Hopkins, AL_A, Marks Barfield, and Bystrup with Robin Snell & Partners have revealed their final designs for a contentious new £40 million bridge in Nine Elms, south west London
Four engineer-led teams were shortlisted for the new pedestrian and cycle bridge connecting Pimlico and Nine Elms across the Thames earlier this year.
The full shortlist
- Amanda Levete’s practice AL_A with Ove Arup and Partners, Gross Max, Equals Consulting and Movement Strategies
- Marks Barfield Architects with Buro Happold, J&L Gibbons Landscape Architects, and Gardiner and Theobald
- Hopkins Architects with Ove Arup and Partners and Grant Associates
- Bystrup Architecture Design and Engineering with Robin Snell & Partnerswith Sven Ole Hansen ApS, Aarsleff and ÅF Lighting
The teams’ initial concept designs – revealed in February during the contest’s first anonymous stage – have now been further revised ahead of a winner being selected in the autumn.
An online poll of AJ readers found 33 per cent favoured Marks Barfield’s design while AL_A’s was the least popular with only 15 per cent of the vote.
London residents are being invited to comment on the four alternatives which will be displayed at two exhibitions on either side of the river before a final selection is made later this year.
Ravi Govindia, leader of Wandsworth Council, said: ‘We now have some very exciting and quite spectacular designs on the table. There is still a long way to go but these teams have given us real hope that a solution can be found to the complex challenges involved in creating a new pedestrian and cycle link across this stretch of the river.’
The new pedestrian and cycle bridge, which competition organisers Colander said should be ‘inspiring and innovative’, will link Pimlico embankment on the north side of the river with Nine Elms to the south.
The bridge forms part of £1billion of infrastructure improvements in the huge regeneration area, which includes an extension to the Northern Line with two new underground stations designed by Grimshaw (AJ 12.11.14).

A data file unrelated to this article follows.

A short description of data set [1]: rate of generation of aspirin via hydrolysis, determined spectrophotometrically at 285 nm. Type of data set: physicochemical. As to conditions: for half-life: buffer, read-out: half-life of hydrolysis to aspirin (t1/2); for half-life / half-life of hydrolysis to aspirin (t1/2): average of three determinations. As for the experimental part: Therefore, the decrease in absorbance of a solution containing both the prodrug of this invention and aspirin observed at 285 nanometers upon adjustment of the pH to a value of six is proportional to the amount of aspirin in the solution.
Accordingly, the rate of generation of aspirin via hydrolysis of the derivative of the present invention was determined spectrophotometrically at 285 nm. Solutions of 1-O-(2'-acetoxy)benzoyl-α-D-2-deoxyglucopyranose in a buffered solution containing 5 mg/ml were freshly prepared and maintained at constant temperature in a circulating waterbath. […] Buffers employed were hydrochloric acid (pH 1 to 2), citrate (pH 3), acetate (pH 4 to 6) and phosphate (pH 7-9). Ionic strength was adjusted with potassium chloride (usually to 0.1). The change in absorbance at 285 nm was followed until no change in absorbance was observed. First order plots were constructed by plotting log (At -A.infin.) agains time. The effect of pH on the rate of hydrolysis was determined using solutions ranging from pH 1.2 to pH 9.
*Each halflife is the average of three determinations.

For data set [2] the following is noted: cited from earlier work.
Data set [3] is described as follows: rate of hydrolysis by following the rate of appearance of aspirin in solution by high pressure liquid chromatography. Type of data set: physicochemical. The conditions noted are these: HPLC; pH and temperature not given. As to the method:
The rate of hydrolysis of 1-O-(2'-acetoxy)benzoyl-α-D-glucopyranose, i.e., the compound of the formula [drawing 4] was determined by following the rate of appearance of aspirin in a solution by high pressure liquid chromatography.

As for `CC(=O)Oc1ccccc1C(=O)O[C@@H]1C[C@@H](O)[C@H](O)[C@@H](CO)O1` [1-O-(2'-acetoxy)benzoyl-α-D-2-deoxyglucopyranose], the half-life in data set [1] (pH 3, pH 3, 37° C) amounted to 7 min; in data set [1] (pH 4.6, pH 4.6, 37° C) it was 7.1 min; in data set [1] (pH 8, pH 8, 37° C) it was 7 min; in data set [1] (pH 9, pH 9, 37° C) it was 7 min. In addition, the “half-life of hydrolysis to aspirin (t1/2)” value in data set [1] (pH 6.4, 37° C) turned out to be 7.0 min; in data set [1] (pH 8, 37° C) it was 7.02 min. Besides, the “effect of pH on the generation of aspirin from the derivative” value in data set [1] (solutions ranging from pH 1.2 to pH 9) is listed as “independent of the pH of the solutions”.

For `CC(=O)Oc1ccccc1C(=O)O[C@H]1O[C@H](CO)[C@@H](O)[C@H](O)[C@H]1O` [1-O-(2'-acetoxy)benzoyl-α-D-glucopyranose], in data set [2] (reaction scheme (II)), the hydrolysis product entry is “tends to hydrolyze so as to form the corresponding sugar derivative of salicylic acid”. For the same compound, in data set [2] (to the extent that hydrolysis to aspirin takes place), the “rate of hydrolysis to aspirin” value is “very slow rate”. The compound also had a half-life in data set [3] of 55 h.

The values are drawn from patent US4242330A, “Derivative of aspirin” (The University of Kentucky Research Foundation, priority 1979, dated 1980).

21st & 22nd July, 9:30am - 7:30pm:
The Gallery on the Corner, 155 Battersea Park Road, SW8 4BU
23rd & 24th July, 9:30am - 6:00pm:
Hyde Park Room, Regus Building, 8th Floor, 50 Broadway, SW1H 0RG
However doubt was cast over the high-profile bridge contest just hours after the initial entries were revealed when Westminster councillors on the north bank announced they were against plans for the crossing (AJ 25.02.15)
At the time local councillors raised fears the new structure would have an unwelcome ‘visual and environmental impact’ and could lead to issues with ‘traffic flows and pedestrian movement’ in and around Pimlico.
Now, in an open letter published today (21 July) the Labour councillors for Churchill ward in Westminster – Murad Gassanly, Shamim Talukder and Jason Williams – called on Wandsworth to abandon the ‘unwanted vanity project’.
Talukder said ‘We believe the £43million could be better spent on public services rather than wasted on this project.’
Local residents have meanwhile launched a petition calling on Boris Johnson to block the new structure, claiming it would lead to the ‘catastrophic loss of Pimlico Gardens and Shrubbery, the only riverside garden square in London.’
Around £26 million is already committed to the project through the development of Nine Elms and the winning design would be used to attract additional funding or sponsorship.
A spokesman for Wandsworth Council said that the design schemes were grappling with challenges including how to raise the bridge high enough for large boats to pass underneath while minimising the slope faced by cyclists and pedestrians.
The finalists, whose designs will have to overcome these concerns, were selected by the competition jury which included Wandsworth Council leader Ravi Govindia, Lambeth councillor Joanne Simpson, architect Graham Stirk, engineer Henry Bardsley and Cabe chair Pam Alexander.
The four teams saw off competition from 74 anonymous entries which included a mix of ‘world renowned architects’ and ‘up-and-coming practices’.
The scheme would need to go through the planning system on both sides of the river before it could be built